It’s a common condition that many people don’t even know they have: teeth grinding. Also known as bruxism, teeth grinding typically occurs while you sleep at night, so identifying the problem can be difficult. But if you suffer from bruxism, it’s important to learn ways to curb this habit. That’s because teeth grinding can cause erosion of tooth enamel, tooth fractures, receding gums, loosening of teeth and even tooth loss. So how do you know if you grind your teeth?

How You Know You Grind Your Teeth

When you first wake up, check to see if you have a sore jaw, headache, inflamed gums (gingivitis), or extreme sensitivity to hot and cold food and beverages, or while brushing your teeth. If you share a bed with someone, ask him or her if you grind your teeth in your sleep. And if it’s waking the other person up at night, be sure they tell you so you can seek treatment.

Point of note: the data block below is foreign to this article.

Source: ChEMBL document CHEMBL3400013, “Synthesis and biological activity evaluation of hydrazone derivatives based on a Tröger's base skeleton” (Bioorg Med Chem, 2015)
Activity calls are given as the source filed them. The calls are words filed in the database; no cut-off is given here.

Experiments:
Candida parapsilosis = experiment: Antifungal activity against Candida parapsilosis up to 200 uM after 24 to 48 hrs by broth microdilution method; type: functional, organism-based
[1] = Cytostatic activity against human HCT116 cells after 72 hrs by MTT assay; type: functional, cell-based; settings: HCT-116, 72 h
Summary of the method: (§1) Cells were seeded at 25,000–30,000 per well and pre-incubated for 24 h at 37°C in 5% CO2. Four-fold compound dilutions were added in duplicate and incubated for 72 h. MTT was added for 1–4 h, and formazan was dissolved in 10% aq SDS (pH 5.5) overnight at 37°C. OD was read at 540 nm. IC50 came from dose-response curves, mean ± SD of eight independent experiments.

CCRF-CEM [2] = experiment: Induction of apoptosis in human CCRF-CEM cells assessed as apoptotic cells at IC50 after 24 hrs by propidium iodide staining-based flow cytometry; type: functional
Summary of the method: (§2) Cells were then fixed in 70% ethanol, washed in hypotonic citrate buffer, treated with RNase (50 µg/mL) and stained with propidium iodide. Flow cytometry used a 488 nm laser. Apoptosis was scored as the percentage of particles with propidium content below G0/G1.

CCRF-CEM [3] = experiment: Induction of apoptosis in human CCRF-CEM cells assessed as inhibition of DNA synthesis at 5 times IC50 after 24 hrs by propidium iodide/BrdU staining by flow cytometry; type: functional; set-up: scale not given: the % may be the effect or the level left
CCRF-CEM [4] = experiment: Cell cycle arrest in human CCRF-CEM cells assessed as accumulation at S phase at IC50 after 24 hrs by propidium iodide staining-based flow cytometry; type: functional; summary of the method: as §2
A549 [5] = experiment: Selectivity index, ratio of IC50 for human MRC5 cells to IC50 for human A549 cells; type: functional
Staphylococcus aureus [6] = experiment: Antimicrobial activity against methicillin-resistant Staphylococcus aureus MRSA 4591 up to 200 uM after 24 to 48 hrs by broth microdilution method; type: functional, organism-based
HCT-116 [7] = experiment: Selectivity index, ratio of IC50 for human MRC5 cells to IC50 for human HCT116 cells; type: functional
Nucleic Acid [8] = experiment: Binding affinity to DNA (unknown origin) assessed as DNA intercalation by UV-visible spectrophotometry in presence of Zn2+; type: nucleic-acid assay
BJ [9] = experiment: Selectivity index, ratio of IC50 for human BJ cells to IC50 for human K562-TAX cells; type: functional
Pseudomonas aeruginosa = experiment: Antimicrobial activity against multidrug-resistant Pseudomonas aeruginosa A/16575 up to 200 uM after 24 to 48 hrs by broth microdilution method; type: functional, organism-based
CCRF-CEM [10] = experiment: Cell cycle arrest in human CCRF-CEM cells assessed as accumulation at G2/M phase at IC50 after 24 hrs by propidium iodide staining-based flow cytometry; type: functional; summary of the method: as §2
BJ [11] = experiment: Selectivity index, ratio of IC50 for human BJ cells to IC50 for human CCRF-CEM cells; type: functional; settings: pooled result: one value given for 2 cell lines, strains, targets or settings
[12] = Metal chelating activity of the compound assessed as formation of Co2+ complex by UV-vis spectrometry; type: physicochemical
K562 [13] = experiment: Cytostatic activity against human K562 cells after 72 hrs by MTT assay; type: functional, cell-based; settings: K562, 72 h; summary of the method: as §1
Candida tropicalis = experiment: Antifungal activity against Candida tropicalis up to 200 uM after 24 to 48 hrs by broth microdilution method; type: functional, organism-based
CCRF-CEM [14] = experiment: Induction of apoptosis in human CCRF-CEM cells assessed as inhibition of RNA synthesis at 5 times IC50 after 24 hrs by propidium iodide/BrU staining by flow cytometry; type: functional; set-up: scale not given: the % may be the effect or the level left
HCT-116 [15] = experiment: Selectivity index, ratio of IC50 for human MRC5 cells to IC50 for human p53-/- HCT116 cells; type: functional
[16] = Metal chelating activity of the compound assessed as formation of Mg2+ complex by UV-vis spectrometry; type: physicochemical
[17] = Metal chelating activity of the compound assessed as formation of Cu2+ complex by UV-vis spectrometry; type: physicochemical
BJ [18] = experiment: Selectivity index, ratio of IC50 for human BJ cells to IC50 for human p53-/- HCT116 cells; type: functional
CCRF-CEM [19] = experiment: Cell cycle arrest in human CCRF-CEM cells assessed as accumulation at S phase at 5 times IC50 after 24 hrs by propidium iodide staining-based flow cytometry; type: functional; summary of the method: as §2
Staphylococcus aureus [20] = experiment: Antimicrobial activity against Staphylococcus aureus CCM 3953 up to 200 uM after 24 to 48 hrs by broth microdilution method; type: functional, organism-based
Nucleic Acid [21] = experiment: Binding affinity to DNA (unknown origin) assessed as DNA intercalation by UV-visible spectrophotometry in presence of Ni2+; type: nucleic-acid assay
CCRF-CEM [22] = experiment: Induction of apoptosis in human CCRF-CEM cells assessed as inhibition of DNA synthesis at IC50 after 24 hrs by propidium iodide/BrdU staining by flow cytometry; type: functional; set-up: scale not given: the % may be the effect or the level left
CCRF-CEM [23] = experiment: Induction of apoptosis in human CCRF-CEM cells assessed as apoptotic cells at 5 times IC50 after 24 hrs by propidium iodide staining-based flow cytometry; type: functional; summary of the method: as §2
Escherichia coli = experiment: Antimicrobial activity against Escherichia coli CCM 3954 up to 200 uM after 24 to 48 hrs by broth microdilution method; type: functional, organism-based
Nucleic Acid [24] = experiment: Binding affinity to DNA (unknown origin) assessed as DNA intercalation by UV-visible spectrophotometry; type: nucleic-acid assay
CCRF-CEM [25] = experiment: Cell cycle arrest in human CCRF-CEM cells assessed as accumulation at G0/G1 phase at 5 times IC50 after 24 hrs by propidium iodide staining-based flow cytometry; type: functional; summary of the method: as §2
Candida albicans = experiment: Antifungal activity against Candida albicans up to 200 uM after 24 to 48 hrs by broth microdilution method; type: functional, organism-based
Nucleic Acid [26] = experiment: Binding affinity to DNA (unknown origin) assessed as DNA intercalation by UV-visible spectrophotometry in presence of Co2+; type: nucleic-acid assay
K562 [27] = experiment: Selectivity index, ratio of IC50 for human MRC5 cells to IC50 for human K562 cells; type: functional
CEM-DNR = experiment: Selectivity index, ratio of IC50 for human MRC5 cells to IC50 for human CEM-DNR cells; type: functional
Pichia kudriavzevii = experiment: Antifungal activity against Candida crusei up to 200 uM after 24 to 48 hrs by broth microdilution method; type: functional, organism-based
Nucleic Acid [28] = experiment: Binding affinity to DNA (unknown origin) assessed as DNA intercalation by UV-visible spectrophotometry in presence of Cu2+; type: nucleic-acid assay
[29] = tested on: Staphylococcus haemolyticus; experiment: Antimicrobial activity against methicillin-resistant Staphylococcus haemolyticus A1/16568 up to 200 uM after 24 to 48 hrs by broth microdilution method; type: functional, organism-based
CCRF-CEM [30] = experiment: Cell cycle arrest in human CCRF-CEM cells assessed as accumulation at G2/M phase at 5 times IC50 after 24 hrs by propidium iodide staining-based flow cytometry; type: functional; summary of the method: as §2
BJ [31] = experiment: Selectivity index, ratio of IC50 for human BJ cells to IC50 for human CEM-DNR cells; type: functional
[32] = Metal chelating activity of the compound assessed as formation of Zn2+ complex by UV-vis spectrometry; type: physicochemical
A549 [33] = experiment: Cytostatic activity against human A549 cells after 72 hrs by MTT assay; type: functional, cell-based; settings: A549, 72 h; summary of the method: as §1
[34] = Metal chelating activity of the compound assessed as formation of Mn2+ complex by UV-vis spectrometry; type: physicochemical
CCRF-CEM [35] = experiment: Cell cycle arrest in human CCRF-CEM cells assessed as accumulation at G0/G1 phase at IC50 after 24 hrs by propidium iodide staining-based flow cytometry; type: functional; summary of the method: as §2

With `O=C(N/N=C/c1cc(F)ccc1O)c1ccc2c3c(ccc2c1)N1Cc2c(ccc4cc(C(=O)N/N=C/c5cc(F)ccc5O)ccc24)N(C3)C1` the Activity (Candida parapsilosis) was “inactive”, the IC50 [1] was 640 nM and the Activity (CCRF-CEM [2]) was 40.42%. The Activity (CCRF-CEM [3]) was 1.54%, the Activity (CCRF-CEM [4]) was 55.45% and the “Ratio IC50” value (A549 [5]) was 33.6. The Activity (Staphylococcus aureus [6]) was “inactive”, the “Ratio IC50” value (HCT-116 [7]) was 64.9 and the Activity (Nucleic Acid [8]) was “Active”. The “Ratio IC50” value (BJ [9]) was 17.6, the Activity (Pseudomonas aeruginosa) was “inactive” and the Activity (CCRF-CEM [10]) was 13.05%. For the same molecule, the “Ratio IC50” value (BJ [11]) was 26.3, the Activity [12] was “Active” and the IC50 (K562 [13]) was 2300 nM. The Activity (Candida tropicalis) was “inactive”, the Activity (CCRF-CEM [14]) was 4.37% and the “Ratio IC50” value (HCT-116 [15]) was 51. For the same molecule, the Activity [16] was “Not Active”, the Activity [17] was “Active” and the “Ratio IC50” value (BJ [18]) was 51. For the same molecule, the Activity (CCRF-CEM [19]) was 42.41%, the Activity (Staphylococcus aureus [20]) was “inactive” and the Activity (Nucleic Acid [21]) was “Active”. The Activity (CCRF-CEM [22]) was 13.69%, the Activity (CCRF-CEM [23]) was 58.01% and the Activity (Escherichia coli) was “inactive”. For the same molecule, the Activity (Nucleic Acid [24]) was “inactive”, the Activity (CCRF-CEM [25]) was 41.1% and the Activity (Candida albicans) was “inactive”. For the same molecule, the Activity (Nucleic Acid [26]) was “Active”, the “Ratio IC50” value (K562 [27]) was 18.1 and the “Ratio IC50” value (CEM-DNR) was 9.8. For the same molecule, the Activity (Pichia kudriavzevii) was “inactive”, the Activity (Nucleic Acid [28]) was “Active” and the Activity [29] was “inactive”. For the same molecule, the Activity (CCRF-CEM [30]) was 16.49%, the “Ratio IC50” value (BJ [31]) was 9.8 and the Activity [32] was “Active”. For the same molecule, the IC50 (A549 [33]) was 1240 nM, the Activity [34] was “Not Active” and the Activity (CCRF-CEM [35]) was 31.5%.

While there isn’t a cure for bruxism, some of the best ways to treat this condition include:

-Eliminating caffeine. Soda, coffee and energy drinks contribute greatly to teeth grinding because they act as a stimulant which makes it harder to relax.

-Avoiding alcohol. While alcohol makes it easier to fall asleep initially, it prohibits you from really getting restful sleep, which can increase your teeth grinding.

-Keeping regular sleep hours. When you go to bed and wake up at the same time each day (even on weekends), you’re training your body clock to help you unwind at night and feel refreshed in the morning.